to the Learning
“We’ve coming in
students, said Magazine.
on Thursday, October learn about the
LRC and how to access
have, in the last couple of
years, been focusing
language skills,” she In
workshops offered, there are two
the various databases.
Joan Magazine of studeni services looks at the list of workshops be offered to students beginning in October.
(Photo by Melissa Dietrich)
However, unlike the workshops, and test-anxiety
the meeting Magazine.
groups involve several meetings with the students.
The self-esteem group runs
two-hour with weeks, meetings each week. The test-anxiety group runs for two-hour weeks, with four meetings scheduled per week. five
THIS THANKSGIVING, TRAVEL WITH THE TOP DOG.
Magazine said another difference between the workshops and groups is that the groups have a
group so student services can schedule an appropriate time for the
Guelph Toronto Belleville
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workshops,” she said. There will also be a series of workshops and groups, with perhaps a slight change in format, for the winter semester, she said.
All of the workshops and groups
from said Magazine.
Counsellors are also responsible
There is a list posted outside student services with dates and times for the
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workshops and groups are scheduled. The success of the workshops and groups has tended to be up and down over the years. for deciding which
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Sept. 28, 1998
Wfe only sell vsiiat we Colder Than Yon and In the
calft diink ourselves
returned to the
has been astounding.
tradition in the
And that, of
just within the
Well, actually the cases at hand.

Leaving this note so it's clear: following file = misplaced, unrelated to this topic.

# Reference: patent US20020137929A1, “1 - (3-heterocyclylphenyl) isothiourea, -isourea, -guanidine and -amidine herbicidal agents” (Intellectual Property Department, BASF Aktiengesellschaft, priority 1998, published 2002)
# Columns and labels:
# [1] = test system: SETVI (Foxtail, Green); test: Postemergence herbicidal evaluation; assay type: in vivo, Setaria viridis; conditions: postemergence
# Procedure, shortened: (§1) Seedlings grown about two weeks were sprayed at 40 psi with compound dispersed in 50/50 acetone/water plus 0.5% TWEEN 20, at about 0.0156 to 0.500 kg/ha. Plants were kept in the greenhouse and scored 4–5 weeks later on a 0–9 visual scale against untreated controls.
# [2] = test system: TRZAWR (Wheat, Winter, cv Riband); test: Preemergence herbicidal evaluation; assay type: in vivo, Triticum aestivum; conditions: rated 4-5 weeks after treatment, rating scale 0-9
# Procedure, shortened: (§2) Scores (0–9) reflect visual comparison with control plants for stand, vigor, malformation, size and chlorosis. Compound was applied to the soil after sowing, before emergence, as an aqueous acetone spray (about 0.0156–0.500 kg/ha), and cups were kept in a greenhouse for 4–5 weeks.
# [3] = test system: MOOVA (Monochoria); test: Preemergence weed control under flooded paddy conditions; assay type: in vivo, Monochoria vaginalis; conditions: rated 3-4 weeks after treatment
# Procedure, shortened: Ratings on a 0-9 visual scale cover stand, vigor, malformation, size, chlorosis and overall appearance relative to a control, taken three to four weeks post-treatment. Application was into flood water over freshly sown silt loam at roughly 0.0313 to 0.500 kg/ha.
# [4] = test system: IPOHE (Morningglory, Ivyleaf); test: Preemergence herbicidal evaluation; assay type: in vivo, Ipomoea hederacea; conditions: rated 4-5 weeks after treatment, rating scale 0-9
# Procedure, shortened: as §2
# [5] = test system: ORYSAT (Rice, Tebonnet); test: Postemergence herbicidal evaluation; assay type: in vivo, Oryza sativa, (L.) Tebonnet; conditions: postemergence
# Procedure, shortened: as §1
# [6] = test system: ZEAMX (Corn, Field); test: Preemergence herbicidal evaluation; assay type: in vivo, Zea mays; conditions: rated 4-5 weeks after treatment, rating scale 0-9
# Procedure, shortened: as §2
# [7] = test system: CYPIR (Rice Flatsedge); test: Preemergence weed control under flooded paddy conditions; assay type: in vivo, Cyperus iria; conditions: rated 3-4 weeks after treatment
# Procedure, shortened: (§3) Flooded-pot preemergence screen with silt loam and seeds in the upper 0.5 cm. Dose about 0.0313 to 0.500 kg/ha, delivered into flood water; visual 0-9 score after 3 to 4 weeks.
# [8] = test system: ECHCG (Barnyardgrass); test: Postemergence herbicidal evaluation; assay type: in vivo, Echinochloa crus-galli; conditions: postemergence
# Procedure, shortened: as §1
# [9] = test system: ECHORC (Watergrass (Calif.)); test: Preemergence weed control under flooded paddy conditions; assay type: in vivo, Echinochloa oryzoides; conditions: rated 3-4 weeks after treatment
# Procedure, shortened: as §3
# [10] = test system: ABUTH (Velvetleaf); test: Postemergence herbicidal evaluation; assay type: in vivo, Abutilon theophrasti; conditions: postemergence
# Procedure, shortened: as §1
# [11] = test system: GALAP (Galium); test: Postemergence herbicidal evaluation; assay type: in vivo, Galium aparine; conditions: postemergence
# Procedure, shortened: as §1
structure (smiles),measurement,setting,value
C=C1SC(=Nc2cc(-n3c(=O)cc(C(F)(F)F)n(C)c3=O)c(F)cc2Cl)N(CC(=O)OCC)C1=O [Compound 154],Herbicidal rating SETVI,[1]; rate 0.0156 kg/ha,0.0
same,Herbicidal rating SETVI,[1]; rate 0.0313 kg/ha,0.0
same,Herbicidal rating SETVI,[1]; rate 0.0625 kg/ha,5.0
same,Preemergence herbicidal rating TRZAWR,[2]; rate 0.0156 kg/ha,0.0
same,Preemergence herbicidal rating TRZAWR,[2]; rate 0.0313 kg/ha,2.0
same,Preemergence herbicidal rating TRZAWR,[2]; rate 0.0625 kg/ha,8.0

hundreds of years
and dozens of
of beer with you.
the Lett family has
Their love of beer
share their love
produced way more
and some of the
hordes of Paddy's
and men of the
They've also had the thief.
real pride of the Lett family has
A tradition typified by the legendary Irish Red created by
Red which they haven't had the You no longer have to be a member of the
odd poet and even a horse
creator of Irish
opportunity to drink themselves.
And now to the case at hand.
which goes back
the popularity of Paddy's Irish
the family patriarch and
Lett family to enjoy this fabulous beer.
Ydu needn't even be
The only prerequisite
love of genuine beer. So, consider yourself part of the family.
master brewer George Henry Lett in the
1800s. one person stays, it
was with no small
amount of family pride
Lett decided to recreate this leg'
endary brew in order to slake the family thirst
and continue the
family brewing tradition. Set In a Icnid bar. the song deals wdt die sub^t of people who are
to take a bint.
wonoen can probably relate to b«ng hit on by a person who doesn't comprehend that you’re not imere^d. Plumb’s voice js full of contempt as be sings.
duplicate this family masterpiece
right here in
brewers at the Trafalgar Brewing
Company. The end Irish
Red, considered by
be the gold standard of beer.
There are no colouring agents or artificial additives.